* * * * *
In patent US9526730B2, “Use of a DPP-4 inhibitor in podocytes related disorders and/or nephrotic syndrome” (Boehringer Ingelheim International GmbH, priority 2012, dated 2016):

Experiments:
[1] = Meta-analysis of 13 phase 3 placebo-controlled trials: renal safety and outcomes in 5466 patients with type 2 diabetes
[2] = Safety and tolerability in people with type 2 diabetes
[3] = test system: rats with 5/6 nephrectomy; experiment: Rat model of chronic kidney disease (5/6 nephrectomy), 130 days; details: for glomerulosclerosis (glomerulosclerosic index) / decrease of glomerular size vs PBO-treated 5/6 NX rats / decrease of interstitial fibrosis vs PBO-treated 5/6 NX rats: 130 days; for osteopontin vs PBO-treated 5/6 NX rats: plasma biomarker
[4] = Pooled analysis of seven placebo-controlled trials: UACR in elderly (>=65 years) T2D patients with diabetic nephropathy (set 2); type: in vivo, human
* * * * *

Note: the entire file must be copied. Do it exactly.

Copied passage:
In patent US9526730B2, “Use of a DPP-4 inhibitor in podocytes related disorders and/or nephrotic syndrome” (Boehringer Ingelheim International GmbH, priority 2012, dated 2016):

Experiments:
[1] = Meta-analysis of 13 phase 3 placebo-controlled trials: renal safety and outcomes in 5466 patients with type 2 diabetes
[2] = Safety and tolerability in people with type 2 diabetes
[3] = test system: rats with 5/6 nephrectomy; experiment: Rat model of chronic kidney disease (5/6 nephrectomy), 130 days; details: for glomerulosclerosis (glomerulosclerosic index) / decrease of glomerular size vs PBO-treated 5/6 NX rats / decrease of interstitial fibrosis vs PBO-treated 5/6 NX rats: 130 days; for osteopontin vs PBO-treated 5/6 NX rats: plasma biomarker
[4] = Pooled analysis of seven placebo-controlled trials: UACR in elderly (>=65 years) T2D patients with diabetic nephropathy (set 2); type: in vivo, human